How the female Buddhist monk became one of the most revered cooks in Asia

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(CNN) – It’s a busy Saturday morning for Jeong Kwan, a South Korean Buddhist monk.

After thinking about it early in the morning Cooking and breakfast, she tends her garden in Baekyangsa, a temple in Naejangsan National Park, south of Seoul.

The air is filled with the scent of coriander flowers in bloom. The wild deer eats the leaves of the garden.

Growing eggplants and green peppers. The cabbages he planted for the winter were full and ready to be harvested.

“It’s beautiful because it has a lot of energy – it grew up in the cold winter,” the monk told CNN Travel via translation, pulling out his arms to reveal how many captains of this year.

The unfortunate star lord

Jeong Kwan dedicated himself to Buddhism at the age of 17.

Jeong Kwan dedicated himself to Buddhism at the age of 17.

Asia’s 50 Best Restaurants

Jeong Kwan – his Buddhist name – is not your typical monk. Her temple cooking was approved by renowned chef Éric Ripert of Le Bernardin in a 2015 New York Times article written by food writer Jeff Gordinier. An entire episode of the popular Netflix series, “Chef’s Table,” dedicated to him.
Most recently, it was the recipient of Asia’s Best Food Award in 2022. Nominated by more than 300 members of the School Award, it celebrates the culinary arts that have inspired and encourage others.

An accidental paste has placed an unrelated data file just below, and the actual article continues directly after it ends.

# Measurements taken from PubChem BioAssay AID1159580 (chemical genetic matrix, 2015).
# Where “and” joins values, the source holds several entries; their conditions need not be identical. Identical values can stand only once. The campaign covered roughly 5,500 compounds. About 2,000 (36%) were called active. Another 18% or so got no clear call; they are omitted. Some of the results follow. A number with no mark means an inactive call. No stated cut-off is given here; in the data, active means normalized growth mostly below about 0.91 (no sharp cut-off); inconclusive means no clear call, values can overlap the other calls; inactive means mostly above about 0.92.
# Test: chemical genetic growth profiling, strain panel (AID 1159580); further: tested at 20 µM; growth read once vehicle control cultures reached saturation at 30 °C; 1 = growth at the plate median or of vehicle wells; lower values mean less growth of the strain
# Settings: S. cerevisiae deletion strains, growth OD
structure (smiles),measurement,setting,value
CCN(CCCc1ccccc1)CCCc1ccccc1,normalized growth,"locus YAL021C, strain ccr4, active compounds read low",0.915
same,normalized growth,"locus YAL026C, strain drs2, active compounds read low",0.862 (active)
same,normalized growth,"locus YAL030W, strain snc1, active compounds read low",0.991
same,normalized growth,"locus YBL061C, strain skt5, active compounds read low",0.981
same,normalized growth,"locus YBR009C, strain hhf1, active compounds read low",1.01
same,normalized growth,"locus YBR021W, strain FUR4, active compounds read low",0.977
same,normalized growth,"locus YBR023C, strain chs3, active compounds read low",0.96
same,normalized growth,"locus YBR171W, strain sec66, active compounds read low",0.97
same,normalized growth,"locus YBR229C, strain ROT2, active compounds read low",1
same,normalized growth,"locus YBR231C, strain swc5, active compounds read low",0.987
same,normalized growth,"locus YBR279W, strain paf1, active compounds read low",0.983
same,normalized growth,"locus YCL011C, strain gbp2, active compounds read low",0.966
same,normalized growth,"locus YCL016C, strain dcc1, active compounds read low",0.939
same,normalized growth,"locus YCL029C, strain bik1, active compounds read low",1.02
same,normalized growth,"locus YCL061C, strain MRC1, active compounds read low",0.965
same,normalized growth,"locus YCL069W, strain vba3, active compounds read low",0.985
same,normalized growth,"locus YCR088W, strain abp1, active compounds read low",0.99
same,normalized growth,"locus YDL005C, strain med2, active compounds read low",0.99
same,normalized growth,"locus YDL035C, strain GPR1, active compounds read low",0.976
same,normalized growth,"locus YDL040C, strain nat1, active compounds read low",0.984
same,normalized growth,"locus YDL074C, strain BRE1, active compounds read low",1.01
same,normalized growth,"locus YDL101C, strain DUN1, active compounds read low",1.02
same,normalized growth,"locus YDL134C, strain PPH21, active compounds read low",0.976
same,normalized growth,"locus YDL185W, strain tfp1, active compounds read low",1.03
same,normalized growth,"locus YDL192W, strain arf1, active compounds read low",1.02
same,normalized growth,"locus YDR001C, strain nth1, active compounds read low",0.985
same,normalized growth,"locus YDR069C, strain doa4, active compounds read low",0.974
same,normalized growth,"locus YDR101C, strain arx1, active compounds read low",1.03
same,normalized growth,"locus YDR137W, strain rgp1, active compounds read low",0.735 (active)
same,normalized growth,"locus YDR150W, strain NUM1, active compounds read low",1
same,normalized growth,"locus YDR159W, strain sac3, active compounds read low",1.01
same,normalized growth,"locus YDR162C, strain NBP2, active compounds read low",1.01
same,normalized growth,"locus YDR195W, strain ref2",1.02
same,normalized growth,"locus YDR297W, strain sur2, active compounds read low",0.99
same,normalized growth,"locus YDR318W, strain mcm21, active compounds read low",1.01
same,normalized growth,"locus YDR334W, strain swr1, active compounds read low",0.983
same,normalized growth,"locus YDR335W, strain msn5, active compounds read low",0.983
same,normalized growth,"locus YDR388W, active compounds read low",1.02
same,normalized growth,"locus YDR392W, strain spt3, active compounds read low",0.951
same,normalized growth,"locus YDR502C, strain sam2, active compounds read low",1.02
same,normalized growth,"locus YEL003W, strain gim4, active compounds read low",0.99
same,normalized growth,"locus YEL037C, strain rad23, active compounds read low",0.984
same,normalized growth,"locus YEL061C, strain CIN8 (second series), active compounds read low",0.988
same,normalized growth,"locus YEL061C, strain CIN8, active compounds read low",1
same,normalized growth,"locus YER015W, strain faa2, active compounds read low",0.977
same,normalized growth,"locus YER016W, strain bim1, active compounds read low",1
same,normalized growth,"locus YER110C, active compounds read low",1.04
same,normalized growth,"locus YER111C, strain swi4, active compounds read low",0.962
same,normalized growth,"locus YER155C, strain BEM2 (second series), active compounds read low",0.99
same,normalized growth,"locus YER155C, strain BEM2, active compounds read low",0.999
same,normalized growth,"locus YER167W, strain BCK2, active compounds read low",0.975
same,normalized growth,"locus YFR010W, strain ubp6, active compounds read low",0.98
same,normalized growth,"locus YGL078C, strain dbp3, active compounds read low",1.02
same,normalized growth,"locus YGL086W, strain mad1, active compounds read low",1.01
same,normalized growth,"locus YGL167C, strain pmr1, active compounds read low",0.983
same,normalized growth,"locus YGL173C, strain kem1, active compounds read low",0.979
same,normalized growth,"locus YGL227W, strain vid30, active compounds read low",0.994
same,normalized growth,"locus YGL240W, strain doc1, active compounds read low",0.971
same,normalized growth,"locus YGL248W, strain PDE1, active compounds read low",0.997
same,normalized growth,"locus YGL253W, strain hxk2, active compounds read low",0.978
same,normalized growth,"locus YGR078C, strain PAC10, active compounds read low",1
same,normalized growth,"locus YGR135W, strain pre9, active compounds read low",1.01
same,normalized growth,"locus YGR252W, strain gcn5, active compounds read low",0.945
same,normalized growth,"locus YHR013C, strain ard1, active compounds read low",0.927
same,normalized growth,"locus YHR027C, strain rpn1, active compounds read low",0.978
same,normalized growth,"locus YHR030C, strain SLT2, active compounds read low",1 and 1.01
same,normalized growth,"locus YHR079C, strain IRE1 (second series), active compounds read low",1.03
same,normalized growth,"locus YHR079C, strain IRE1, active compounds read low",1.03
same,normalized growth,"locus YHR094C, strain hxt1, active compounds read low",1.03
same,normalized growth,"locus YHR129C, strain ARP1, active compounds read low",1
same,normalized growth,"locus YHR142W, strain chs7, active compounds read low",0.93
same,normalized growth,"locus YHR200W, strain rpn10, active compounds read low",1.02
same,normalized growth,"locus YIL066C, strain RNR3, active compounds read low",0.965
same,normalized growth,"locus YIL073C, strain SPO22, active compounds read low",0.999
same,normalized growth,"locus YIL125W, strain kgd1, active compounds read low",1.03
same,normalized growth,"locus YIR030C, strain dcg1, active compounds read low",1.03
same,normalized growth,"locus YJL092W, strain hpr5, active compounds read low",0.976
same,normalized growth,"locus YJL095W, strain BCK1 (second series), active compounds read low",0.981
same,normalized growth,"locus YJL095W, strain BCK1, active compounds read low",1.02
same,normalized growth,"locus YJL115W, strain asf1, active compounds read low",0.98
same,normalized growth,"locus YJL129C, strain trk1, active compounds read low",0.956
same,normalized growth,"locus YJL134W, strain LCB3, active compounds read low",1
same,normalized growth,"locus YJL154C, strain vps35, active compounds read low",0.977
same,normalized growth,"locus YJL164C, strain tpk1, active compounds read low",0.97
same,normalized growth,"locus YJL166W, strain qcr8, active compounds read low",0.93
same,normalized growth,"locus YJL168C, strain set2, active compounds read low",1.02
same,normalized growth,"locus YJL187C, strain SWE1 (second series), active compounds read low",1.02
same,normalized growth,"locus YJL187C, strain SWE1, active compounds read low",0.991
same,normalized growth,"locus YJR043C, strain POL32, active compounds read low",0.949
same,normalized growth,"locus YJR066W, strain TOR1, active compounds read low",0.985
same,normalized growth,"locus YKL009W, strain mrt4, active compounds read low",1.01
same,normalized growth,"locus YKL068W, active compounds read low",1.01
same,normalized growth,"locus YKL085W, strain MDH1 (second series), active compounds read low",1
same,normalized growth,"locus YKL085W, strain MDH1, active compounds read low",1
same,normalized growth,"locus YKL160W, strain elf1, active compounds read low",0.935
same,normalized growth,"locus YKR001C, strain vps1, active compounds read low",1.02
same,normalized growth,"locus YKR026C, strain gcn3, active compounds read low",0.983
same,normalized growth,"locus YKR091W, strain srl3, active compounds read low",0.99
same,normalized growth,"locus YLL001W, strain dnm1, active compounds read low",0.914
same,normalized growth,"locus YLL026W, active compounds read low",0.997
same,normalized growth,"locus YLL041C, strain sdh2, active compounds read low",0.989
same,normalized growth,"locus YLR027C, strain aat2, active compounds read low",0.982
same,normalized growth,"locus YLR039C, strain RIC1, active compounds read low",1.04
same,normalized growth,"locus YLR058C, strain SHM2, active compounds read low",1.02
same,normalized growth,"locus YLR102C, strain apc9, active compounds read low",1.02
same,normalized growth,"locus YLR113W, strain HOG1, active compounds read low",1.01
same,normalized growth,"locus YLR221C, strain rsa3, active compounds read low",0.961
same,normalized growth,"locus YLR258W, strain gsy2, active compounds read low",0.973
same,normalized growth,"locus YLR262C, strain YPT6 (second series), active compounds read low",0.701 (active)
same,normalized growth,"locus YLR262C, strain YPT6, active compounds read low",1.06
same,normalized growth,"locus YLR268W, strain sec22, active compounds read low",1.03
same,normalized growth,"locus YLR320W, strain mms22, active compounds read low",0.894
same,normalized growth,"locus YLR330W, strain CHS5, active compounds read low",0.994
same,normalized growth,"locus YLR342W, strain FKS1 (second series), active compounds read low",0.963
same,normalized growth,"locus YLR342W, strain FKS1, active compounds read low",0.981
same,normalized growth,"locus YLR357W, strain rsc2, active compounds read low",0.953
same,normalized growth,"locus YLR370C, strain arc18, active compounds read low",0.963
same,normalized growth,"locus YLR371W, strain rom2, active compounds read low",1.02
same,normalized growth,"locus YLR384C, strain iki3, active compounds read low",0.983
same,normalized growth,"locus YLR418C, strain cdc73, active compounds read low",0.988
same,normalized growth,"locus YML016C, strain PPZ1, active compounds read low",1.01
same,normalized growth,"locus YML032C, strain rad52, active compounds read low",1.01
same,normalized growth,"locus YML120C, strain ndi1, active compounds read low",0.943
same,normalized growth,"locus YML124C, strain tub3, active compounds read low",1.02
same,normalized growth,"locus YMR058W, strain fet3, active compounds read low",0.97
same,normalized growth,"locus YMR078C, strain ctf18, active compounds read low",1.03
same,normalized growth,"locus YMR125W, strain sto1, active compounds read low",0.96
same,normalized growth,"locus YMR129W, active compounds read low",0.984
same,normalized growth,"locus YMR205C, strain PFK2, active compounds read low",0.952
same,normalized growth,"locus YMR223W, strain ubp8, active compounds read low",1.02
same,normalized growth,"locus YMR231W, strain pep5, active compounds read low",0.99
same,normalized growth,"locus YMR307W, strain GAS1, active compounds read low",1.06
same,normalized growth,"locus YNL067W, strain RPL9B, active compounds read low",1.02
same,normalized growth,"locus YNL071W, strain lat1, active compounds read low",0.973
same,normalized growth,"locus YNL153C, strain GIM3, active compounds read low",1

But his world has not changed in the slightest.

“I’m so honored to receive the Icon Award … As you can see, I’m a monk, not a trained chef. It’s amazing to hear people around the world get excited. to Korean food, ”says Jeong Kwan.

“Even with those blessings, I have to be humble and not let pride get into my heart. The truth is I love every person I meet.”

The chef dedicated himself to Buddhism in 1974, even though he said he felt like a young man at heart – even though his age and spirit had grown.

Unlike many, he had a sense of the life he wanted to live in his youth. She was in elementary school when she told her father that when she grew up, she would live alone.

When Jeong Kwan was 17, his mother died.

“I was sad and after 50 days I went to a temple. There I met other monks who became a new family for me. I got light and joy in the practice. to Buddhism.., practicing Buddhism, ”he said.

Three years into his training, he moved to his current home, Baekyangsa.

“The way to the temple was very gentle – no fuss and no fuss. I was very comfortable and peaceful. It was like going back to my mother’s arms,” ​​Jeong Kwan said. recalls his first visit to Baekyangsa.

45 years ago.

What a heiau food

All of Jeong Kwan’s dishes are vegan.

All of Jeong Kwan’s dishes are vegan.

Asia’s 50 Best Restaurants